I commence with large white rectilinear blocks of polystyrene foam and a sense of antagonism towards the minimalism they embody. With axes and power-saws I affect my antipathy with what might be sculpting’s equivalence of a heated, audible soliloquy heard beneath an L.A. overpass.
The foam monoliths, once objects within my studio, have been exploded to become the studio’s condition. The setting is chaos, but even while still laboring to demolish the rectangles, my actions tangentially begin to affect order upon the mess. Cut parts are sorted unconsciously, geologically, as I move through them. Eventually a kind of order emerges (or is entirely imagined). I begin discovering relationships between parts, which I use to compose assemblies that speak to a primordial place in me. I am discovering archetypal forms.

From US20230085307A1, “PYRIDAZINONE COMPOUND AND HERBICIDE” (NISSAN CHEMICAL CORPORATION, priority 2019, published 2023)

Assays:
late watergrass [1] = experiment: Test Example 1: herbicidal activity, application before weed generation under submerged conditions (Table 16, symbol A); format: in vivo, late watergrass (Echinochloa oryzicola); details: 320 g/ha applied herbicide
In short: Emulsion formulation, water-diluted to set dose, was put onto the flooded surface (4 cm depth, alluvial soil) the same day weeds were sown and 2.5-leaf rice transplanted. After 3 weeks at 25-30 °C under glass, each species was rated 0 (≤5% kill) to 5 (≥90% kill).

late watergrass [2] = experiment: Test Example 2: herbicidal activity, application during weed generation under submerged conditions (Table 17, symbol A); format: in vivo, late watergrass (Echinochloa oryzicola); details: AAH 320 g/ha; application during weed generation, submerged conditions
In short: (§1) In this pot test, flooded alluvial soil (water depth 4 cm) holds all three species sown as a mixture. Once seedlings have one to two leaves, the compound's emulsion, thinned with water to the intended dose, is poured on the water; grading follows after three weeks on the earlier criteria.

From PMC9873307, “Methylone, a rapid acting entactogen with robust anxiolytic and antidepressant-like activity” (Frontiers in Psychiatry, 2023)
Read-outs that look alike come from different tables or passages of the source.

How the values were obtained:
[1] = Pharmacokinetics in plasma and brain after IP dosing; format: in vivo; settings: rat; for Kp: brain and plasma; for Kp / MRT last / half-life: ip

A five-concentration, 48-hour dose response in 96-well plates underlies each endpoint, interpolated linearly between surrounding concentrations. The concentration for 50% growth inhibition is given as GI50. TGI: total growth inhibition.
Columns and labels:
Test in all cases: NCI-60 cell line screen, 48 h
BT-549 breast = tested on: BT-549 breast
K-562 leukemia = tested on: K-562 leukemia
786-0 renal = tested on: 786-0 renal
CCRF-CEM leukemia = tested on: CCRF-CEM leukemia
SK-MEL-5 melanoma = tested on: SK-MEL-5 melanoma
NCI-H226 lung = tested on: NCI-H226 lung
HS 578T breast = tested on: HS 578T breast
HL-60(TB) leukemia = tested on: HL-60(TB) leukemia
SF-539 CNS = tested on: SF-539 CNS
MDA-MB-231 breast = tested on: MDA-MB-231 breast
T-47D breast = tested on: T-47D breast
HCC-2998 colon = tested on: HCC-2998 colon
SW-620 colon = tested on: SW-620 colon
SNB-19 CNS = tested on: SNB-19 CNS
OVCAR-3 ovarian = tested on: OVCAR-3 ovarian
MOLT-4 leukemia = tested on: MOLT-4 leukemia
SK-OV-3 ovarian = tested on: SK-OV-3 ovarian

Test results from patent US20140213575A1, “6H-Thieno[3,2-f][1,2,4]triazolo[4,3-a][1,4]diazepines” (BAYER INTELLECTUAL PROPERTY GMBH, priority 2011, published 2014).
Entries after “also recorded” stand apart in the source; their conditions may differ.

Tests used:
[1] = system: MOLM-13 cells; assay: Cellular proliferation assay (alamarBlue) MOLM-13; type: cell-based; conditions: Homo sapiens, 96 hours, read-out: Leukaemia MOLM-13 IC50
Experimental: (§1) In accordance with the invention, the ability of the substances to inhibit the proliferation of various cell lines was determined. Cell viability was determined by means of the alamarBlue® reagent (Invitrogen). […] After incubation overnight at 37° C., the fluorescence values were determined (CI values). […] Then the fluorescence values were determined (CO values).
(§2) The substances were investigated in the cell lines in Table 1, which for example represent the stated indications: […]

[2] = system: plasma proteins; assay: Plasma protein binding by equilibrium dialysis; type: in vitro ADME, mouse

I consider sculpture a highly effective compressor and conveyer of information that is accessible to those with the proper literacy. It’s in this sense that, despite the levity, even whimsey of the final forms my sculptures take, I believe the brutality encoded within their creation remains available, if subconsciously, to the literate viewer and that this confounding of tones generates tension. I chose styrofoam for its mutability, un-preciousness, its ubiquity. But mostly for its readiness at registering actions taken upon it. Casting the objects acts as a “stop-bath” that terminates the registry and presents the sculpture as a snapshot, a summation of the process.